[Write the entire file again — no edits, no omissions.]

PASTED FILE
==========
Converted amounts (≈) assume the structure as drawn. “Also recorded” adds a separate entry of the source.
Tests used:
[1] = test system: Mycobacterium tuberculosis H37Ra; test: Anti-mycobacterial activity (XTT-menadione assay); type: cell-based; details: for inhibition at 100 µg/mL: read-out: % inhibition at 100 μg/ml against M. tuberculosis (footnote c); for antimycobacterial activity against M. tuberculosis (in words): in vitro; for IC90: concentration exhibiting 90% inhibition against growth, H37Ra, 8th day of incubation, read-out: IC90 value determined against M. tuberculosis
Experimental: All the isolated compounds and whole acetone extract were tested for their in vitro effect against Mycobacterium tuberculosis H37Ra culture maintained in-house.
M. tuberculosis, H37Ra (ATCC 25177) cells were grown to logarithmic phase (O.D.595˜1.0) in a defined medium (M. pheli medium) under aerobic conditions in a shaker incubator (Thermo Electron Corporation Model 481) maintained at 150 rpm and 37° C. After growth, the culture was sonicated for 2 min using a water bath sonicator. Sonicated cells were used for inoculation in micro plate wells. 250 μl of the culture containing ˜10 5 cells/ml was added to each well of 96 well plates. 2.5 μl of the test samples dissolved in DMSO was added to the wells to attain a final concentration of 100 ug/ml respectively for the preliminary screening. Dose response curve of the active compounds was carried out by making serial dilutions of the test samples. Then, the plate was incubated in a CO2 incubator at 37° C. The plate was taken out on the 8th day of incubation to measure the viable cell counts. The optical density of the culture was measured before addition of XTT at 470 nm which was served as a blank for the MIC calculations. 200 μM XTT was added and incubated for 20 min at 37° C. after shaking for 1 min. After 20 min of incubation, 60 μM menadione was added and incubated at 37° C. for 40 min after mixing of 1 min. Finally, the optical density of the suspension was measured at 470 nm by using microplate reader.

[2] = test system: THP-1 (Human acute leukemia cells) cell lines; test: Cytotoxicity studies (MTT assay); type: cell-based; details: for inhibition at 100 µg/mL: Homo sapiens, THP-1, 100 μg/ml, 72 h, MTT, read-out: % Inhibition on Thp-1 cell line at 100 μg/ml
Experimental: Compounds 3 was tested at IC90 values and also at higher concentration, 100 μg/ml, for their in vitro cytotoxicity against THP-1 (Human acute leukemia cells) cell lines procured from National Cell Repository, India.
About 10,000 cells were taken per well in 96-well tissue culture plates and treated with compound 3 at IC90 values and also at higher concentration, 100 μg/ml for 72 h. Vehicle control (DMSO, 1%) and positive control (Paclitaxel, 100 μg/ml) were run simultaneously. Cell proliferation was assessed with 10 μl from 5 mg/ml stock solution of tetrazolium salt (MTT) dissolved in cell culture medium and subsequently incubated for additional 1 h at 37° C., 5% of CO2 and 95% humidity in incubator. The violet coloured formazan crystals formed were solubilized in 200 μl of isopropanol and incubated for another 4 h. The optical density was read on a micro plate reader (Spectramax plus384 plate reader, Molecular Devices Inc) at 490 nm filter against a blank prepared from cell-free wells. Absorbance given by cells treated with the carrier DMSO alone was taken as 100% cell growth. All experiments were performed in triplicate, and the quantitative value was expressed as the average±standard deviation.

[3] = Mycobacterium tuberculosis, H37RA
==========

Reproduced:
Converted amounts (≈) assume the structure as drawn. “Also recorded” adds a separate entry of the source.
Tests used:
[1] = test system: Mycobacterium tuberculosis H37Ra; test: Anti-mycobacterial activity (XTT-menadione assay); type: cell-based; details: for inhibition at 100 µg/mL: read-out: % inhibition at 100 μg/ml against M. tuberculosis (footnote c); for antimycobacterial activity against M. tuberculosis (in words): in vitro; for IC90: concentration exhibiting 90% inhibition against growth, H37Ra, 8th day of incubation, read-out: IC90 value determined against M. tuberculosis
Experimental: All the isolated compounds and whole acetone extract were tested for their in vitro effect against Mycobacterium tuberculosis H37Ra culture maintained in-house.
M. tuberculosis, H37Ra (ATCC 25177) cells were grown to logarithmic phase (O.D.595˜1.0) in a defined medium (M. pheli medium) under aerobic conditions in a shaker incubator (Thermo Electron Corporation Model 481) maintained at 150 rpm and 37° C. After growth, the culture was sonicated for 2 min using a water bath sonicator. Sonicated cells were used for inoculation in micro plate wells. 250 μl of the culture containing ˜10 5 cells/ml was added to each well of 96 well plates. 2.5 μl of the test samples dissolved in DMSO was added to the wells to attain a final concentration of 100 ug/ml respectively for the preliminary screening. Dose response curve of the active compounds was carried out by making serial dilutions of the test samples. Then, the plate was incubated in a CO2 incubator at 37° C. The plate was taken out on the 8th day of incubation to measure the viable cell counts. The optical density of the culture was measured before addition of XTT at 470 nm which was served as a blank for the MIC calculations. 200 μM XTT was added and incubated for 20 min at 37° C. after shaking for 1 min. After 20 min of incubation, 60 μM menadione was added and incubated at 37° C. for 40 min after mixing of 1 min. Finally, the optical density of the suspension was measured at 470 nm by using microplate reader.

[2] = test system: THP-1 (Human acute leukemia cells) cell lines; test: Cytotoxicity studies (MTT assay); type: cell-based; details: for inhibition at 100 µg/mL: Homo sapiens, THP-1, 100 μg/ml, 72 h, MTT, read-out: % Inhibition on Thp-1 cell line at 100 μg/ml
Experimental: Compounds 3 was tested at IC90 values and also at higher concentration, 100 μg/ml, for their in vitro cytotoxicity against THP-1 (Human acute leukemia cells) cell lines procured from National Cell Repository, India.
About 10,000 cells were taken per well in 96-well tissue culture plates and treated with compound 3 at IC90 values and also at higher concentration, 100 μg/ml for 72 h. Vehicle control (DMSO, 1%) and positive control (Paclitaxel, 100 μg/ml) were run simultaneously. Cell proliferation was assessed with 10 μl from 5 mg/ml stock solution of tetrazolium salt (MTT) dissolved in cell culture medium and subsequently incubated for additional 1 h at 37° C., 5% of CO2 and 95% humidity in incubator. The violet coloured formazan crystals formed were solubilized in 200 μl of isopropanol and incubated for another 4 h. The optical density was read on a micro plate reader (Spectramax plus384 plate reader, Molecular Devices Inc) at 490 nm filter against a blank prepared from cell-free wells. Absorbance given by cells treated with the carrier DMSO alone was taken as 100% cell growth. All experiments were performed in triplicate, and the quantitative value was expressed as the average±standard deviation.

[3] = Mycobacterium tuberculosis, H37RA